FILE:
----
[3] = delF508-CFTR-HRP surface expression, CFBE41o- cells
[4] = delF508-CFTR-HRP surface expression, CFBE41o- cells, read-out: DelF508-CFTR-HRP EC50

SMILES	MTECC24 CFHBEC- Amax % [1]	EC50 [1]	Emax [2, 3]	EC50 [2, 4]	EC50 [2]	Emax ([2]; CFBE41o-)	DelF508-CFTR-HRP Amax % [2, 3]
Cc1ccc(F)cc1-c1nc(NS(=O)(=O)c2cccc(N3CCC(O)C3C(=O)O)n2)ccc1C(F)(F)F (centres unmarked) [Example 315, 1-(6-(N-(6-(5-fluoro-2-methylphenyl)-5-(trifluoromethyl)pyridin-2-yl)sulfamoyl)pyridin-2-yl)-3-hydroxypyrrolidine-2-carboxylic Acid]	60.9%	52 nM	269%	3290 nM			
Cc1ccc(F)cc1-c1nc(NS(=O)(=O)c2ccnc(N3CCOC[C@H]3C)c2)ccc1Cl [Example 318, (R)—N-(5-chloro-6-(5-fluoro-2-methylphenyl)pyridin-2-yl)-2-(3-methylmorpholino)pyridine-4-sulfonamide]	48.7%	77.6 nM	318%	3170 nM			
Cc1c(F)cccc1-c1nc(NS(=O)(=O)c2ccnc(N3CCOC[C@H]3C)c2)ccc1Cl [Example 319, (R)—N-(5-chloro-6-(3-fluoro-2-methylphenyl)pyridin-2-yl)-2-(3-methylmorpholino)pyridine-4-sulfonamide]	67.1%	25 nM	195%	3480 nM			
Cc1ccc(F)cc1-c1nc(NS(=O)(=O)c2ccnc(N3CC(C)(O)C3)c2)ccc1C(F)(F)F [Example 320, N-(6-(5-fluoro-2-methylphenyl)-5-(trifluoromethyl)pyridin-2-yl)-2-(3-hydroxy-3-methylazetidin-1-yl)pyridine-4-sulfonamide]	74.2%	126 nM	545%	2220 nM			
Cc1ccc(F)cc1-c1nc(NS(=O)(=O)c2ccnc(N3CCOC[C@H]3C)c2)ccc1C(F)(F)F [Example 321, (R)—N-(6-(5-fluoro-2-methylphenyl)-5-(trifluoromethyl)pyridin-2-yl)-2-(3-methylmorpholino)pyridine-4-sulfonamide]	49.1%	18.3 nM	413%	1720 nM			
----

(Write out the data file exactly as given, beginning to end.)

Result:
[3] = delF508-CFTR-HRP surface expression, CFBE41o- cells
[4] = delF508-CFTR-HRP surface expression, CFBE41o- cells, read-out: DelF508-CFTR-HRP EC50

SMILES	MTECC24 CFHBEC- Amax % [1]	EC50 [1]	Emax [2, 3]	EC50 [2, 4]	EC50 [2]	Emax ([2]; CFBE41o-)	DelF508-CFTR-HRP Amax % [2, 3]
Cc1ccc(F)cc1-c1nc(NS(=O)(=O)c2cccc(N3CCC(O)C3C(=O)O)n2)ccc1C(F)(F)F (centres unmarked) [Example 315, 1-(6-(N-(6-(5-fluoro-2-methylphenyl)-5-(trifluoromethyl)pyridin-2-yl)sulfamoyl)pyridin-2-yl)-3-hydroxypyrrolidine-2-carboxylic Acid]	60.9%	52 nM	269%	3290 nM			
Cc1ccc(F)cc1-c1nc(NS(=O)(=O)c2ccnc(N3CCOC[C@H]3C)c2)ccc1Cl [Example 318, (R)—N-(5-chloro-6-(5-fluoro-2-methylphenyl)pyridin-2-yl)-2-(3-methylmorpholino)pyridine-4-sulfonamide]	48.7%	77.6 nM	318%	3170 nM			
Cc1c(F)cccc1-c1nc(NS(=O)(=O)c2ccnc(N3CCOC[C@H]3C)c2)ccc1Cl [Example 319, (R)—N-(5-chloro-6-(3-fluoro-2-methylphenyl)pyridin-2-yl)-2-(3-methylmorpholino)pyridine-4-sulfonamide]	67.1%	25 nM	195%	3480 nM			
Cc1ccc(F)cc1-c1nc(NS(=O)(=O)c2ccnc(N3CC(C)(O)C3)c2)ccc1C(F)(F)F [Example 320, N-(6-(5-fluoro-2-methylphenyl)-5-(trifluoromethyl)pyridin-2-yl)-2-(3-hydroxy-3-methylazetidin-1-yl)pyridine-4-sulfonamide]	74.2%	126 nM	545%	2220 nM			
Cc1ccc(F)cc1-c1nc(NS(=O)(=O)c2ccnc(N3CCOC[C@H]3C)c2)ccc1C(F)(F)F [Example 321, (R)—N-(6-(5-fluoro-2-methylphenyl)-5-(trifluoromethyl)pyridin-2-yl)-2-(3-methylmorpholino)pyridine-4-sulfonamide]	49.1%	18.3 nM	413%	1720 nM			